As Hurricane Florence makes landfall in North Carolina, we know that people with disabilities and older adults may face unique challenges as they prepare for and recover from the storm. ACL staff are standing by to assist all of our grantees in affected areas, and we will check in periodically to get your assessment of the situation in your areas.
FEMA has prepared a Hurricane Florence page with important resources and updates. The FEMA Helpline can answer questions about the help offered by FEMA and how to apply for assistance. Call 7 a.m. to 11 p.m. ET, 7 days a week:
- 1-800-621-FEMA (1-800-621-3362)
- TTY 1-800-462-7585
- 711 or VRS 1-800-621-3362
The Southeast ADA Center has created a Hurricane Florence page with national and local resources, including social media accounts for updates and resources to find shelters.
Yesterday, HHS' Office for Civil Rights issued guidance to help ensure equal access to emergency services. The guidance highlights practices that emergency responders and officials should consider adopting.
HHS Secretary Alex M. Azar declared public health emergencies in North Carolina and South Carolina on Tuesday, Sept. 11. The declarations give Medicare and Medicaid beneficiaries and their healthcare providers and suppliers greater flexibility in meeting emergency health needs.
The Centers for Medicare & Medicaid Services (CMS) has also taken the following actions in light of Hurricane Florence:
- CMS temporarily suspended certain requirements necessary for Medicare beneficiaries who have lost or realized damage to their durable medical equipment, prosthetics, orthotics, and supplies as a result of the hurricane. This will help to make sure that beneficiaries can continue to access the needed medical equipment and supplies they rely on each day. Medicare beneficiaries can contact 1-800-MEDICARE (1-800-633-4227) for assistance.
- CMS has made available special enrollment periods for all Medicare beneficiaries and certain individuals seeking health plans offered through the Federal Health Insurance Exchange. This gives people impacted by the hurricane the opportunity to change their Medicare health and prescription drug plans and gain access to health coverage on the Exchange immediately if eligible for the special enrollment period. Learn more (PDF).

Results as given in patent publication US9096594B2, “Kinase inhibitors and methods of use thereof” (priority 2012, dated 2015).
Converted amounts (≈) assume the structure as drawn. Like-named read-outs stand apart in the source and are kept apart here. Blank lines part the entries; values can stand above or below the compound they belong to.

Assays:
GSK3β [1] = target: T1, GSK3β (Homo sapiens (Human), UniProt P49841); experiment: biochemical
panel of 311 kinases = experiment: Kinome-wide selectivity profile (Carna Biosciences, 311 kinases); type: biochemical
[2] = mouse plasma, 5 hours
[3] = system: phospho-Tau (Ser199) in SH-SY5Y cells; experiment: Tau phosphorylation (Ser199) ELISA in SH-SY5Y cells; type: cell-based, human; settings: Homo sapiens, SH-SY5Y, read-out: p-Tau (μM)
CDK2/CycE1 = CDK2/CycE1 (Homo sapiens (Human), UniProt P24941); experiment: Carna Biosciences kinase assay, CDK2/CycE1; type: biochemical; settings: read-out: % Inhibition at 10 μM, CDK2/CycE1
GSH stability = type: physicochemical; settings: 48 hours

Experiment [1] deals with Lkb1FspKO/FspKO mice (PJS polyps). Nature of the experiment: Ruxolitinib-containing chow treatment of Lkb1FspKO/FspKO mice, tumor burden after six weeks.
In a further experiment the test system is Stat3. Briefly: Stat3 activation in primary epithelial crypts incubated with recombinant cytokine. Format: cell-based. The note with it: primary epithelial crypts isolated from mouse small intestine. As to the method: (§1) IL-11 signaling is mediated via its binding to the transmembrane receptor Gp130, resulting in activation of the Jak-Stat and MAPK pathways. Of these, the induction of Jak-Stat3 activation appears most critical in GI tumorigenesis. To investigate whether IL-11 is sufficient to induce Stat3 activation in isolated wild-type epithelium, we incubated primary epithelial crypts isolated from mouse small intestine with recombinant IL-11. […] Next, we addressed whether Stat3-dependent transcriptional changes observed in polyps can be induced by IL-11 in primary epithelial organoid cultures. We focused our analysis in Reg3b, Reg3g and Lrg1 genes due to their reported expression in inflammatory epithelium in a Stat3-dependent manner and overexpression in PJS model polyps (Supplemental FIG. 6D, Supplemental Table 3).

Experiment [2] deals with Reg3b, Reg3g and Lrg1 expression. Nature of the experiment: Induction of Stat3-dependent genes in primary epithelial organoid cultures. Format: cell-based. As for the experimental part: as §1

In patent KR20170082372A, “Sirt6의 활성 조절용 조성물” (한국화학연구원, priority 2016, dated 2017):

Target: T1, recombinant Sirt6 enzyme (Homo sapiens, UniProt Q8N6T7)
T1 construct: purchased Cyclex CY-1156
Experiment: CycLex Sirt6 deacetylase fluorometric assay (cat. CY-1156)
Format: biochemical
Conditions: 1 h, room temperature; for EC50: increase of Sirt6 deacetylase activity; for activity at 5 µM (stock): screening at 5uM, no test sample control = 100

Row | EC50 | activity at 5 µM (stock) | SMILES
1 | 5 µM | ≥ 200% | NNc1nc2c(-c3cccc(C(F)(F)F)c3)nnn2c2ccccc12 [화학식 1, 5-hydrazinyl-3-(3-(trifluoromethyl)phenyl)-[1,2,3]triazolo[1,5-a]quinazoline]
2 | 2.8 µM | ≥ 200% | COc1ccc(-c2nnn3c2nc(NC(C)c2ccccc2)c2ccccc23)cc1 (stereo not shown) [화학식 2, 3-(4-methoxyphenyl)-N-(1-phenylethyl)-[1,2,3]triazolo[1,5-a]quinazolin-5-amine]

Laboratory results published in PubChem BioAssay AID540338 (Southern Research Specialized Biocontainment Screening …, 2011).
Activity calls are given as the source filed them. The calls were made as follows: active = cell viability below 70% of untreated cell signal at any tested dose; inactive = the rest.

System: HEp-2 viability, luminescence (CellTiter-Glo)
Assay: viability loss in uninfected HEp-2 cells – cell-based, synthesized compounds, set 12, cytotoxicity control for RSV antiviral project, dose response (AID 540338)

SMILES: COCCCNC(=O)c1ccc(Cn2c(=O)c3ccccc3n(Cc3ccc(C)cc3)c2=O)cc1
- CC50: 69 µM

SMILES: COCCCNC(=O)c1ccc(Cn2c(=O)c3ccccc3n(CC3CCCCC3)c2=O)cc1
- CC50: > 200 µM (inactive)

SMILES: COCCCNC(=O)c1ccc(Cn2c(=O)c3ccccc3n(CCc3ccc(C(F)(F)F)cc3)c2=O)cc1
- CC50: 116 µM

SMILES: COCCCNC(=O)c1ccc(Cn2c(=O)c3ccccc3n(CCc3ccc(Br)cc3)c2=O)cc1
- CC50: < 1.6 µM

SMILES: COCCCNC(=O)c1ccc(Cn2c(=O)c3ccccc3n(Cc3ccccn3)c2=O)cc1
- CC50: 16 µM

- CMS has developed an inventory of Medicaid and CHIP flexibilities and authorities available to states in the event of a disaster.
- CMS is helping patients obtain access to critical life-saving services. The Kidney Community Emergency Response (KCER) program has been activated ahead of the storm and is working with the End Stage Renal Disease Network of the South Atlantic, ESRD NW 6, to assess the status of dialysis facilities in the potentially impacted areas related to generators, alternate water supplies, education and materials for patients, and more. They are also assisting patients who have evacuated ahead of the storm to receive dialysis services in the location to which they are evacuating. The ESRD NW toll-free hotline is 800-524-7139 and the KCER hotline is 866-901-3773. Additional information is available on the KCER website www.kcercoalition.com.
Last year, ACL's Independent Living Administration released guidance for Centers for Independent Living on allowable Title VII disaster response and emergency relief efforts for people with disabilities.
Finally, the SAMHSA Distress Helpline provides 24-hours-a-day, 365-days-a-year crisis counseling and support to people experiencing emotional distress related to natural or human-caused disasters. To connect with a trained crisis counselor call 1-800-985-5990 or text TalkWithUs to 66746 (Spanish-speakers can text Hablanos to 66746).
Even if you are not in an area impacted by Hurricane Florence, it is never too early to plan ahead for the possibility of a natural disaster or other emergency. For National Preparedness Month, ACL has compiled emergency planning resources for older adults, people with disabilities, community-based organizations.